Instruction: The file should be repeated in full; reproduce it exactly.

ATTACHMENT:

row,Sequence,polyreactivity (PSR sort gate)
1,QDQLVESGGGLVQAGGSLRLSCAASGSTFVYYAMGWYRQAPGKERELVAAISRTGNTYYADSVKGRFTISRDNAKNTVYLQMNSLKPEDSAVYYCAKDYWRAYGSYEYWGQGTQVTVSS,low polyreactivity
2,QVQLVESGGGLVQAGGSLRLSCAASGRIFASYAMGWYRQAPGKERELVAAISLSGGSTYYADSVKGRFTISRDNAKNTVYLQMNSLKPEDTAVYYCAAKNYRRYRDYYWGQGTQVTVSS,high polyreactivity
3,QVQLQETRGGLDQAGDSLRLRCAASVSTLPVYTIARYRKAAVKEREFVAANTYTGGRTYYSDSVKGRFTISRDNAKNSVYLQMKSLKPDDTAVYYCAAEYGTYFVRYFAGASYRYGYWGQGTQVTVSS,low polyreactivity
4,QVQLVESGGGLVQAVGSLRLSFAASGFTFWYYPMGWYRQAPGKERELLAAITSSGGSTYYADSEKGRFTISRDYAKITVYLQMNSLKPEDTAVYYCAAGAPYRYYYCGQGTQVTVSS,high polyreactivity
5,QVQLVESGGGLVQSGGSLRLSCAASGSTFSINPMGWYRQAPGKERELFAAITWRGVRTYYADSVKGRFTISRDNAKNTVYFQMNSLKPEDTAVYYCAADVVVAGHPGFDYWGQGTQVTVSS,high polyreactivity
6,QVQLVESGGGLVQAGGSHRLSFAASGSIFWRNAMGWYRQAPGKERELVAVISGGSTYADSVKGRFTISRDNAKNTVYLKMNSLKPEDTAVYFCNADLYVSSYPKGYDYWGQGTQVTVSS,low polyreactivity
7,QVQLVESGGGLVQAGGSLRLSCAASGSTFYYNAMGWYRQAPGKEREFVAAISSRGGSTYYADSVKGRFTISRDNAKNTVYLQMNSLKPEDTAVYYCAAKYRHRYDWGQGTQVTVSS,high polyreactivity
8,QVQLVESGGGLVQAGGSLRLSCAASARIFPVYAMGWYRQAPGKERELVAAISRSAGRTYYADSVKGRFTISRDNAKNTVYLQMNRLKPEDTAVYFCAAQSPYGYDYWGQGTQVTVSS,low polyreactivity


row,Sequence,polyreactivity (PSR sort gate)
1,QDQLVESGGGLVQAGGSLRLSCAASGSTFVYYAMGWYRQAPGKERELVAAISRTGNTYYADSVKGRFTISRDNAKNTVYLQMNSLKPEDSAVYYCAKDYWRAYGSYEYWGQGTQVTVSS,low polyreactivity
2,QVQLVESGGGLVQAGGSLRLSCAASGRIFASYAMGWYRQAPGKERELVAAISLSGGSTYYADSVKGRFTISRDNAKNTVYLQMNSLKPEDTAVYYCAAKNYRRYRDYYWGQGTQVTVSS,high polyreactivity
3,QVQLQETRGGLDQAGDSLRLRCAASVSTLPVYTIARYRKAAVKEREFVAANTYTGGRTYYSDSVKGRFTISRDNAKNSVYLQMKSLKPDDTAVYYCAAEYGTYFVRYFAGASYRYGYWGQGTQVTVSS,low polyreactivity
4,QVQLVESGGGLVQAVGSLRLSFAASGFTFWYYPMGWYRQAPGKERELLAAITSSGGSTYYADSEKGRFTISRDYAKITVYLQMNSLKPEDTAVYYCAAGAPYRYYYCGQGTQVTVSS,high polyreactivity
5,QVQLVESGGGLVQSGGSLRLSCAASGSTFSINPMGWYRQAPGKERELFAAITWRGVRTYYADSVKGRFTISRDNAKNTVYFQMNSLKPEDTAVYYCAADVVVAGHPGFDYWGQGTQVTVSS,high polyreactivity
6,QVQLVESGGGLVQAGGSHRLSFAASGSIFWRNAMGWYRQAPGKERELVAVISGGSTYADSVKGRFTISRDNAKNTVYLKMNSLKPEDTAVYFCNADLYVSSYPKGYDYWGQGTQVTVSS,low polyreactivity
7,QVQLVESGGGLVQAGGSLRLSCAASGSTFYYNAMGWYRQAPGKEREFVAAISSRGGSTYYADSVKGRFTISRDNAKNTVYLQMNSLKPEDTAVYYCAAKYRHRYDWGQGTQVTVSS,high polyreactivity
8,QVQLVESGGGLVQAGGSLRLSCAASARIFPVYAMGWYRQAPGKERELVAAISRSAGRTYYADSVKGRFTISRDNAKNTVYLQMNRLKPEDTAVYFCAAQSPYGYDYWGQGTQVTVSS,low polyreactivity